Curious to know your thoughts?

    Please don’t take this as an underhanded RainbowGathering Greenpeace attempt at a message… (not that there’d be anything wrong with that ;-)). I really dig your work and would love to hear your opinions and thoughts about how to reconcile our (human’s) desire for krill oil versus the Ocean’s depletion of these wee shrimpies.

    The force is strong in dees gwan,
    D

    ###

    Hi David,

    I read the Herald Tribune article, which is excellent. I would note, however, that the threat they rightly identify is a future threat based on potential abuse of new harvest technologies, combined with climate change that decreases the krill population. The “Overfishing of Krill Threatens Ocean Ecosystem” headline should really have a “Potential” in front of it. Here’s one portion of their introduction or lede:

    “So far, difficulties in processing krill on ships, high fuel prices and the expense of sending fleets to the bottom of the globe has kept a lid on annual catches, which remain far below levels set under a treaty governing Antarctic marine life.”

    I suspect that two things will keep future yields below the same levels: 1) rising gasoline prices (costs of sending fleets is increasing, not decreasing), and 2) food security legislation, particularly with an organism low on the food chain.

    Hope that helps!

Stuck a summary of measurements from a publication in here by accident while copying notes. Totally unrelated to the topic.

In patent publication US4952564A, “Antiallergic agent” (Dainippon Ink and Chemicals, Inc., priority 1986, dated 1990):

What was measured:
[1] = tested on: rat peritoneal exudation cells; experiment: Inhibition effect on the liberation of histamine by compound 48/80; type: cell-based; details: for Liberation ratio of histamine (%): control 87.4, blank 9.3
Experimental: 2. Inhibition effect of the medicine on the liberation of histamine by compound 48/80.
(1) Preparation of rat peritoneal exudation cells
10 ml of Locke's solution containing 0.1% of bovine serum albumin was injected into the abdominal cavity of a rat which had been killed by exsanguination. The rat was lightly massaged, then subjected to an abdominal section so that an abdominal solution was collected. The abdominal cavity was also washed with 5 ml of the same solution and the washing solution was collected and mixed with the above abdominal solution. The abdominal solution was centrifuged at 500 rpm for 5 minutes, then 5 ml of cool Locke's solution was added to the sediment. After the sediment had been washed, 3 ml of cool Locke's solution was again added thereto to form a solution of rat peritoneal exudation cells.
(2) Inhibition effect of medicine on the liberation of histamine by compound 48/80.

Tim

    Like

  13. I take a tablespoon of high quality Norwegian fish oil (CarlsenLabs.com) each day along with Black Strap Molasses and Flax Seed Oil. Molasses? yup the Uridine is great for many things including mood.
    Regarding fish oil and Omega-3, there is a great book out called, “The Queen of Fats” and there are many studies on the benefits.
    Krill is something new to me but makes sense and I look forward to looking into it further.

    Like

  14. An interesting article! Do you have some references for the studies you mentioned? I’d like to read more background on it.

    Like

  15. Great article …. It’s interesting seeing that as the oceans warm and the krill populations are suffering that we should now decided to harvest them to make up for our lazy eating habits and over indulgent diets.

    But I guess we could schmooze up to the Japanese and lobby the Whaling Commission to allow Japan and their harpoon hungry friends to start up whaling again and wipe out the majority of the whales that selfishly devour our krill .

    That would essentially leave more of the damn little critters so the lard asses of the world can fix their diet induced diseases without the fishy after taste.

    Like

  16. DR. EADES, Thanks you!! I have read many of your books and learned a lot from them. One question I have is this: Are all the re-branded products the same? I see Krill oil (NKO) from so many different brands including Now, Jarrow, Source Naturals. Which brand do you find to have the most regular dosage and quality? Thanks for all you do!

    Like

    • Thats nature, eat or be eaten. Animal cruelty is a different issue altogether but human health is more important than the feelings of bugs who live in the ocean

      Like

  17. Great Post Tim,

    Being a professional trainer, fitness psychologists, I have been eating very clean and healthy for 20 years. At 43 years old i am in the best condition of my life and am very in tune with my body. When I try something new, it is very easy for me to see the benefits of lack of.